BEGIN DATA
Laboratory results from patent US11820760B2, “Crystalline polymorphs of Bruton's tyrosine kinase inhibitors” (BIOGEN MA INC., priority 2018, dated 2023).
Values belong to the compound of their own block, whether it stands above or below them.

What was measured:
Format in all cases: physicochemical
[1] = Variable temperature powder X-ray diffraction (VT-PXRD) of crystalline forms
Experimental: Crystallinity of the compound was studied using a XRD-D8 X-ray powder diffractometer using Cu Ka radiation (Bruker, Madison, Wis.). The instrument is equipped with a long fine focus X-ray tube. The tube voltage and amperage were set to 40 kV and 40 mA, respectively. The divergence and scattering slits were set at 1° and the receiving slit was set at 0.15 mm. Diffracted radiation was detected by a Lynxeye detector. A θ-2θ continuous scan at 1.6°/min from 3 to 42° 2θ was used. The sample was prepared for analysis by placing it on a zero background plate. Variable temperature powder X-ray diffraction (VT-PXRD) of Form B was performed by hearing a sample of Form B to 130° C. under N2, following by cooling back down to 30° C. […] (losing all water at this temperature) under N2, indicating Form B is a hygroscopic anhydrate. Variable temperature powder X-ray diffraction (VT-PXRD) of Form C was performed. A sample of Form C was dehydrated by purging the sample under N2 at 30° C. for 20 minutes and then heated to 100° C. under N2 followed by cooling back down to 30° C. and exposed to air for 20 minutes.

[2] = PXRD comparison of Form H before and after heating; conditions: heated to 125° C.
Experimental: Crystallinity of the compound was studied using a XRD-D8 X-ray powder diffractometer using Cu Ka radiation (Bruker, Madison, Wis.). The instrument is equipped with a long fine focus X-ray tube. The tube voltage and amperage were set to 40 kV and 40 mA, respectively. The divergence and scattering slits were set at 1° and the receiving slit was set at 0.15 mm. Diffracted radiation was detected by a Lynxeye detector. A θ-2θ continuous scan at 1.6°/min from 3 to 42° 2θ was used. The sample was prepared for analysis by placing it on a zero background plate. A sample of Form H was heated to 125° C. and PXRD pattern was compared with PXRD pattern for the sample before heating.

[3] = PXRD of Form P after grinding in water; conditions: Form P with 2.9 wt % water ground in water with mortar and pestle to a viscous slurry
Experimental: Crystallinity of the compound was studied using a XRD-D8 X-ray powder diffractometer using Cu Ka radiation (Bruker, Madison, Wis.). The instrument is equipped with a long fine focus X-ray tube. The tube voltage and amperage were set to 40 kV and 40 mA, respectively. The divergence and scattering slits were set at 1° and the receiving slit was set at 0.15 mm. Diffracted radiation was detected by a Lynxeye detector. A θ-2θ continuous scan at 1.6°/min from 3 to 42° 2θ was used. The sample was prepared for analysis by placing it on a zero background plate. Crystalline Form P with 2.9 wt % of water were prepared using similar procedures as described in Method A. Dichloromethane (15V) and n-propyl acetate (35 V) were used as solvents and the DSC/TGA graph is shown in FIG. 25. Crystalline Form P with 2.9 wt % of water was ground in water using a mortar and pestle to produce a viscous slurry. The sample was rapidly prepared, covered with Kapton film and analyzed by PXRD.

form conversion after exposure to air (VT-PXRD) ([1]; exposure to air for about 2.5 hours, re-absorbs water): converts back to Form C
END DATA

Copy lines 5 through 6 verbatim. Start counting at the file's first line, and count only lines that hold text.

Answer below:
[1] = Variable temperature powder X-ray diffraction (VT-PXRD) of crystalline forms
Experimental: Crystallinity of the compound was studied using a XRD-D8 X-ray powder diffractometer using Cu Ka radiation (Bruker, Madison, Wis.). The instrument is equipped with a long fine focus X-ray tube. The tube voltage and amperage were set to 40 kV and 40 mA, respectively. The divergence and scattering slits were set at 1° and the receiving slit was set at 0.15 mm. Diffracted radiation was detected by a Lynxeye detector. A θ-2θ continuous scan at 1.6°/min from 3 to 42° 2θ was used. The sample was prepared for analysis by placing it on a zero background plate. Variable temperature powder X-ray diffraction (VT-PXRD) of Form B was performed by hearing a sample of Form B to 130° C. under N2, following by cooling back down to 30° C. […] (losing all water at this temperature) under N2, indicating Form B is a hygroscopic anhydrate. Variable temperature powder X-ray diffraction (VT-PXRD) of Form C was performed. A sample of Form C was dehydrated by purging the sample under N2 at 30° C. for 20 minutes and then heated to 100° C. under N2 followed by cooling back down to 30° C. and exposed to air for 20 minutes.